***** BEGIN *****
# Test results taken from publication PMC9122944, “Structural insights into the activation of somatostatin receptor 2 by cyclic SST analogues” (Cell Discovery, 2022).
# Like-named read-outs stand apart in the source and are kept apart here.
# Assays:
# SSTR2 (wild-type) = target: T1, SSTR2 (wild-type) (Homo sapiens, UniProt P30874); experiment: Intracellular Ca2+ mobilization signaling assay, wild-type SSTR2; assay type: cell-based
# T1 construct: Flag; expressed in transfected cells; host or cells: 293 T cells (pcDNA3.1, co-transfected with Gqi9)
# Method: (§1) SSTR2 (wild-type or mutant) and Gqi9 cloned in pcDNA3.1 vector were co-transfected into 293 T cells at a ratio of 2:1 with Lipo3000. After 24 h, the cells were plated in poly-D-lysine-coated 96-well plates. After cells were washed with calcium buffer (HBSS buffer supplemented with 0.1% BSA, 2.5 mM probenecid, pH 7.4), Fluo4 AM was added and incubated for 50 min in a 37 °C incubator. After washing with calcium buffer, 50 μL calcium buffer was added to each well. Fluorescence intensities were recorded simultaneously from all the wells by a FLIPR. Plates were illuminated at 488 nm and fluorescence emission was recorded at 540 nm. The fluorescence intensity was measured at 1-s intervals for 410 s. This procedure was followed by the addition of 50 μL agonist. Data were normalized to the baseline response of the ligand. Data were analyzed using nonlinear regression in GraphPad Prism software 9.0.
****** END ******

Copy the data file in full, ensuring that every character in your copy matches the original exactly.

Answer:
# Test results taken from publication PMC9122944, “Structural insights into the activation of somatostatin receptor 2 by cyclic SST analogues” (Cell Discovery, 2022).
# Like-named read-outs stand apart in the source and are kept apart here.
# Assays:
# SSTR2 (wild-type) = target: T1, SSTR2 (wild-type) (Homo sapiens, UniProt P30874); experiment: Intracellular Ca2+ mobilization signaling assay, wild-type SSTR2; assay type: cell-based
# T1 construct: Flag; expressed in transfected cells; host or cells: 293 T cells (pcDNA3.1, co-transfected with Gqi9)
# Method: (§1) SSTR2 (wild-type or mutant) and Gqi9 cloned in pcDNA3.1 vector were co-transfected into 293 T cells at a ratio of 2:1 with Lipo3000. After 24 h, the cells were plated in poly-D-lysine-coated 96-well plates. After cells were washed with calcium buffer (HBSS buffer supplemented with 0.1% BSA, 2.5 mM probenecid, pH 7.4), Fluo4 AM was added and incubated for 50 min in a 37 °C incubator. After washing with calcium buffer, 50 μL calcium buffer was added to each well. Fluorescence intensities were recorded simultaneously from all the wells by a FLIPR. Plates were illuminated at 488 nm and fluorescence emission was recorded at 540 nm. The fluorescence intensity was measured at 1-s intervals for 410 s. This procedure was followed by the addition of 50 μL agonist. Data were normalized to the baseline response of the ligand. Data were analyzed using nonlinear regression in GraphPad Prism software 9.0.